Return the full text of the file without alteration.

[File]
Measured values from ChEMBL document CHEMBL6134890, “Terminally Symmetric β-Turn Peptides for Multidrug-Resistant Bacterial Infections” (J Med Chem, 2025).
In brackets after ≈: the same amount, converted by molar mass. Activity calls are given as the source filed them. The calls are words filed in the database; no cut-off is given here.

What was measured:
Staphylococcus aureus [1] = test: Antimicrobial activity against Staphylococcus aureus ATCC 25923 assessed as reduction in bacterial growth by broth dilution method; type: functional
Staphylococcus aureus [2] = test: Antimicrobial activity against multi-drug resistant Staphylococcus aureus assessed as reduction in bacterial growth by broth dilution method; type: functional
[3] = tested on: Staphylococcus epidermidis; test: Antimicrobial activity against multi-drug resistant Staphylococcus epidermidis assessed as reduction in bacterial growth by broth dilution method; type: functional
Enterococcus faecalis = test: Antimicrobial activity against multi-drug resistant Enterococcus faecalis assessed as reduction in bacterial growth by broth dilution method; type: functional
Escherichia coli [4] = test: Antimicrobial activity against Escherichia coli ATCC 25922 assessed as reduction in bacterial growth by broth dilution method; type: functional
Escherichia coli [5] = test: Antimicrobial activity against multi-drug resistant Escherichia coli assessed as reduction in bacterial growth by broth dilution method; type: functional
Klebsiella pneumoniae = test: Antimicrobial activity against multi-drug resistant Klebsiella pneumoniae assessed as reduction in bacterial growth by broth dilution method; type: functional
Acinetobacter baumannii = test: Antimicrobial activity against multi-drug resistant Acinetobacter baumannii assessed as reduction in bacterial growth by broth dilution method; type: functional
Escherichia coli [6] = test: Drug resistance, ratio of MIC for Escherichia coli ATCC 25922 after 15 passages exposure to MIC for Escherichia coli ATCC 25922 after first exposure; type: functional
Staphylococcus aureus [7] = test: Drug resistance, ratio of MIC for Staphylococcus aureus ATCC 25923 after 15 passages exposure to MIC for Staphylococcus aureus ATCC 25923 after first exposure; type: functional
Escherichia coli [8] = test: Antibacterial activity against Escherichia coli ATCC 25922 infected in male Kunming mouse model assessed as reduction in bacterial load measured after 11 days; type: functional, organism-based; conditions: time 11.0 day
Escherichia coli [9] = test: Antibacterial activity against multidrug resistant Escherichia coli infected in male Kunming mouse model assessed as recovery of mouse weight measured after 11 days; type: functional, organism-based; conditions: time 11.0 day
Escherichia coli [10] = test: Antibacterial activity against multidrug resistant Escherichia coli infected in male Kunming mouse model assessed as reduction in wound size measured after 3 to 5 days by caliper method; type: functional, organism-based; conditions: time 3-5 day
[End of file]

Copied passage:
Measured values from ChEMBL document CHEMBL6134890, “Terminally Symmetric β-Turn Peptides for Multidrug-Resistant Bacterial Infections” (J Med Chem, 2025).
In brackets after ≈: the same amount, converted by molar mass. Activity calls are given as the source filed them. The calls are words filed in the database; no cut-off is given here.

What was measured:
Staphylococcus aureus [1] = test: Antimicrobial activity against Staphylococcus aureus ATCC 25923 assessed as reduction in bacterial growth by broth dilution method; type: functional
Staphylococcus aureus [2] = test: Antimicrobial activity against multi-drug resistant Staphylococcus aureus assessed as reduction in bacterial growth by broth dilution method; type: functional
[3] = tested on: Staphylococcus epidermidis; test: Antimicrobial activity against multi-drug resistant Staphylococcus epidermidis assessed as reduction in bacterial growth by broth dilution method; type: functional
Enterococcus faecalis = test: Antimicrobial activity against multi-drug resistant Enterococcus faecalis assessed as reduction in bacterial growth by broth dilution method; type: functional
Escherichia coli [4] = test: Antimicrobial activity against Escherichia coli ATCC 25922 assessed as reduction in bacterial growth by broth dilution method; type: functional
Escherichia coli [5] = test: Antimicrobial activity against multi-drug resistant Escherichia coli assessed as reduction in bacterial growth by broth dilution method; type: functional
Klebsiella pneumoniae = test: Antimicrobial activity against multi-drug resistant Klebsiella pneumoniae assessed as reduction in bacterial growth by broth dilution method; type: functional
Acinetobacter baumannii = test: Antimicrobial activity against multi-drug resistant Acinetobacter baumannii assessed as reduction in bacterial growth by broth dilution method; type: functional
Escherichia coli [6] = test: Drug resistance, ratio of MIC for Escherichia coli ATCC 25922 after 15 passages exposure to MIC for Escherichia coli ATCC 25922 after first exposure; type: functional
Staphylococcus aureus [7] = test: Drug resistance, ratio of MIC for Staphylococcus aureus ATCC 25923 after 15 passages exposure to MIC for Staphylococcus aureus ATCC 25923 after first exposure; type: functional
Escherichia coli [8] = test: Antibacterial activity against Escherichia coli ATCC 25922 infected in male Kunming mouse model assessed as reduction in bacterial load measured after 11 days; type: functional, organism-based; conditions: time 11.0 day
Escherichia coli [9] = test: Antibacterial activity against multidrug resistant Escherichia coli infected in male Kunming mouse model assessed as recovery of mouse weight measured after 11 days; type: functional, organism-based; conditions: time 11.0 day
Escherichia coli [10] = test: Antibacterial activity against multidrug resistant Escherichia coli infected in male Kunming mouse model assessed as reduction in wound size measured after 3 to 5 days by caliper method; type: functional, organism-based; conditions: time 3-5 day